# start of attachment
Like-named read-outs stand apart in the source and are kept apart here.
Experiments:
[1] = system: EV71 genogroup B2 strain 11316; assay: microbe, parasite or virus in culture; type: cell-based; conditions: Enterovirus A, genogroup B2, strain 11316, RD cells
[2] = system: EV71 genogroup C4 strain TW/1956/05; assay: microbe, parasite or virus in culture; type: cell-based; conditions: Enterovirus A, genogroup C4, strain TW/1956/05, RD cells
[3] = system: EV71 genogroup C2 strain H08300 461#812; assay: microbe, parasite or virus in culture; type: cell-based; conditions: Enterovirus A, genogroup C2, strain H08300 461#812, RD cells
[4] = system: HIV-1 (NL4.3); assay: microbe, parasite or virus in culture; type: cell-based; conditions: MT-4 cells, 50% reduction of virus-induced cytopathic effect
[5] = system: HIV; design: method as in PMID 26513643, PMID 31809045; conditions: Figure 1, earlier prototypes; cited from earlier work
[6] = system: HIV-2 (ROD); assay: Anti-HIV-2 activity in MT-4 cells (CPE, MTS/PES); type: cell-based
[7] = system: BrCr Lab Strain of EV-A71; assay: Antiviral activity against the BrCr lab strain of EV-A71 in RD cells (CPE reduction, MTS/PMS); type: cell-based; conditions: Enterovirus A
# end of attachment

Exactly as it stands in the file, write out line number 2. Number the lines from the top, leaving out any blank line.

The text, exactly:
Experiments: